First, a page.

A Ruby DSL for bulding SQL SELECT queries
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README.md
boroda.rb
examples.rb

README.md

Boroda

Boroda is a tiny library for SQL SELECT query generation. The library provides a DSL which is as close as possible to SQL. Just look at the code:

require 'boroda'

sql = Boroda.build do
  from :posts, :users
  select posts.*
  where (posts.author_id == users.id) & (users.name == 'Vlad Semenov')
end

The result:

SELECT posts.*
FROM posts, users
WHERE (posts.author_id = users.id) AND (users.name = 'Vlad Semenov')

As you see we are writing SQL queries in a pure ruby. Let's try to make something a little bit more complex.

min_rating = 5
sql = Boroda.build do
  from :posts => :p
  left join :comments => :c
  on c.post_id == p.id
  select p.id, p.title, p.content, c.id.count => :comment_count
  group by p.id
  where (p.title.like '%programming%') | # select all posts containing 'programming' in the title
        (p.rating > min_rating) # or having the rating greater than 5
  order by p.created_at.desc
  limit 10
  offset 20
end

The result:

SELECT p.id, p.title, p.content, COUNT(c.id) AS comment_count
FROM posts AS p
LEFT JOIN comments AS c
ON c.post_id = p.id
WHERE (p.title LIKE '%programming%') OR (p.rating > 5)
GROUP BY p.id
ORDER BY p.created_at DESC
LIMIT 10
OFFSET 20

Now let's see in general how to write queries using Boroda. Due to some techical limitations it was nessesary to change an order of SQL statements. The from method must be called first. A table name should be a symbol. You can specify aliases of tables passing a hash to the method like it is done in the second code snippet. Next you should specify join. The order you can call DSL methods:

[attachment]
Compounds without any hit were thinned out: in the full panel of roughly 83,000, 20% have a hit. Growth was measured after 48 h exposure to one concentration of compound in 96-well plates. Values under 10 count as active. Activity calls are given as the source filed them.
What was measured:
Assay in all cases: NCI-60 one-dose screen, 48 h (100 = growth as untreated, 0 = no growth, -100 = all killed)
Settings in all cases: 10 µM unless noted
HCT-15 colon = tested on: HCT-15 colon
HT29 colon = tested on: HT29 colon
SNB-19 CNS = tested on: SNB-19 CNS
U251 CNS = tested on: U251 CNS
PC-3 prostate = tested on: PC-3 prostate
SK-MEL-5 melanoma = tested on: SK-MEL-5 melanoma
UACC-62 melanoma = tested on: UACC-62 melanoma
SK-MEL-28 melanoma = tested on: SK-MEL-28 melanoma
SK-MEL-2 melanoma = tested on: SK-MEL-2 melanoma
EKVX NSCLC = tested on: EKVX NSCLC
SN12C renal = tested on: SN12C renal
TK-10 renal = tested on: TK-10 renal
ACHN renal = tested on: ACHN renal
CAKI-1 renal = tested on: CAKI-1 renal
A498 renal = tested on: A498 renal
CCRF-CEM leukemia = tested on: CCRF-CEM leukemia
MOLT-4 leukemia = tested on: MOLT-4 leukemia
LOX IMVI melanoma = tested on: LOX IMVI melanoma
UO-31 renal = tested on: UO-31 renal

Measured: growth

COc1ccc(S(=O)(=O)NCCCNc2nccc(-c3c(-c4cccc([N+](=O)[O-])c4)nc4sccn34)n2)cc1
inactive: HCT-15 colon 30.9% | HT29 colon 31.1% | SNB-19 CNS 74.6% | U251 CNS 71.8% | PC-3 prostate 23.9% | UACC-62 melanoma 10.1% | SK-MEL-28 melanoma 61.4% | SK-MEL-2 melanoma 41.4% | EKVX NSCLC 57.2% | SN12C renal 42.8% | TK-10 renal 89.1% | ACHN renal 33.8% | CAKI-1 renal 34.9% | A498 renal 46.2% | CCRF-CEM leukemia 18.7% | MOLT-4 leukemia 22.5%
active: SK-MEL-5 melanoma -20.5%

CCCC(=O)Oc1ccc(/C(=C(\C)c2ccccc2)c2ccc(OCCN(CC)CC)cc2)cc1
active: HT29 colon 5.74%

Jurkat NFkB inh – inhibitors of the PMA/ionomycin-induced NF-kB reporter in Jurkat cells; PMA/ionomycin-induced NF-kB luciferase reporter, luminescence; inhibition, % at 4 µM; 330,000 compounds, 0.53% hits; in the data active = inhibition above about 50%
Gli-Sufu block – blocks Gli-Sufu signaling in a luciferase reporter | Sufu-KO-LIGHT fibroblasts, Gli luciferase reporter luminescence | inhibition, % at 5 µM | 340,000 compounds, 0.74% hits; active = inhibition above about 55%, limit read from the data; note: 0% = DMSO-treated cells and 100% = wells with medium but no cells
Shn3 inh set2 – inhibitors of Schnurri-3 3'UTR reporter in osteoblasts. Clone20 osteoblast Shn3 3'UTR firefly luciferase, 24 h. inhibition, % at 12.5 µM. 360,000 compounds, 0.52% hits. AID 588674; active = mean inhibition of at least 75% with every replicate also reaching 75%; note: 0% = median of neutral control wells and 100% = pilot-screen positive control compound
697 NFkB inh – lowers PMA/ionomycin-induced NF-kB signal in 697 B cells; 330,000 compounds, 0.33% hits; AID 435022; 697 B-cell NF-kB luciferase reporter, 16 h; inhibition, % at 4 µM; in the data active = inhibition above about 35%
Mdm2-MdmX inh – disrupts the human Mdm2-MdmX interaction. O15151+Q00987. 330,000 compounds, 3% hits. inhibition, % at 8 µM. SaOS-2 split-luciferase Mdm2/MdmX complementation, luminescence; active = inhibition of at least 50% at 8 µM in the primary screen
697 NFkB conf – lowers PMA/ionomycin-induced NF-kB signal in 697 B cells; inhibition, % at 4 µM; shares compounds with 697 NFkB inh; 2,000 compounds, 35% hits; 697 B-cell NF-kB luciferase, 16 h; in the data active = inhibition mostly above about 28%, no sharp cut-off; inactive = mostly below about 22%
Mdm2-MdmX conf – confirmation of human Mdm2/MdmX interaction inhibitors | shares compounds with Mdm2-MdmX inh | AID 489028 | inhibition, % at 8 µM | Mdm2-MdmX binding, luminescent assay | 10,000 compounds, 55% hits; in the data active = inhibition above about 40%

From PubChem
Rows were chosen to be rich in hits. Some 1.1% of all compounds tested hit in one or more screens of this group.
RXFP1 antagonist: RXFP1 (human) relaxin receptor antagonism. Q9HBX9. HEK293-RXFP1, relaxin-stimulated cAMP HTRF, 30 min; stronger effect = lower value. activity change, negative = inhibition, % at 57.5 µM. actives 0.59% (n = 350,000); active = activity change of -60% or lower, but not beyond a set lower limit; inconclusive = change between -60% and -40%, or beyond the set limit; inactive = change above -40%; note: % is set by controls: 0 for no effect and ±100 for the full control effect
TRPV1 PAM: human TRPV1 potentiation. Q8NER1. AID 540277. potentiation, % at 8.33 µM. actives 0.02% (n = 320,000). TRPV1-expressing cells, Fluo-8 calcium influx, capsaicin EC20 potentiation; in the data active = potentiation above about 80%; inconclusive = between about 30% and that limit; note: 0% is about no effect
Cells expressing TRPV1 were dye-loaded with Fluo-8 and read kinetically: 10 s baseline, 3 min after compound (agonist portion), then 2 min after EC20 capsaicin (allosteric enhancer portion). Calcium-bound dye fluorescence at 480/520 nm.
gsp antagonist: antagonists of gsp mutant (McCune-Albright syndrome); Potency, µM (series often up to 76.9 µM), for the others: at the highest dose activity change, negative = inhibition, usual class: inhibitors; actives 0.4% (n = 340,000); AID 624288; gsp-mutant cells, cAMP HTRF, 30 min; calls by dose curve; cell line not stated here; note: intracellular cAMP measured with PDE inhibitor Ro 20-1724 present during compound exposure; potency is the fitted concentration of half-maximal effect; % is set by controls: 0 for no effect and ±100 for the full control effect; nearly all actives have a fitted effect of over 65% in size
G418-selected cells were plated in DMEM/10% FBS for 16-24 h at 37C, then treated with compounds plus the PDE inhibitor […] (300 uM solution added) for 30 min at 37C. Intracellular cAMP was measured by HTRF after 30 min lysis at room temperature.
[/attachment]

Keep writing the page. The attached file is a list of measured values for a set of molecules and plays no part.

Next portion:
from tables
[[left|right] [outer|inner] join tables
on condition | using columns
[..]]
[select columns]
[ where condition
| group by columns
| having condition
| order by columns
| limit number
| offset number ]*

In other words, you can call all methods from the last group in any order. Boroda will take care of building a correct SQL query.

Next operators which are used in condition in where and having clauses have the same meaning which they have in SQL: +, -, *, /, >, <, >=, <=.

Due to some limitations in Ruby on operator overloading several operators vary from their SQL originals:

a == b    # =>  a = b
a <=> b   # =>  a <> b
(a) & (b) # =>  (a) AND (b)
(a) | (b) # =>  (a) OR (b)

Warning! It is absolutely necessary to use brackets around operands in last two cases. Otherwise you can get an unepected results. It is connected with the fact that this to operators have a very high priority in Ruby.

I don't recommend to use Boroda in production as far as it could be vulnerable to SQL injections.

By the way, boroda (борода) is the Russian for 'beard'.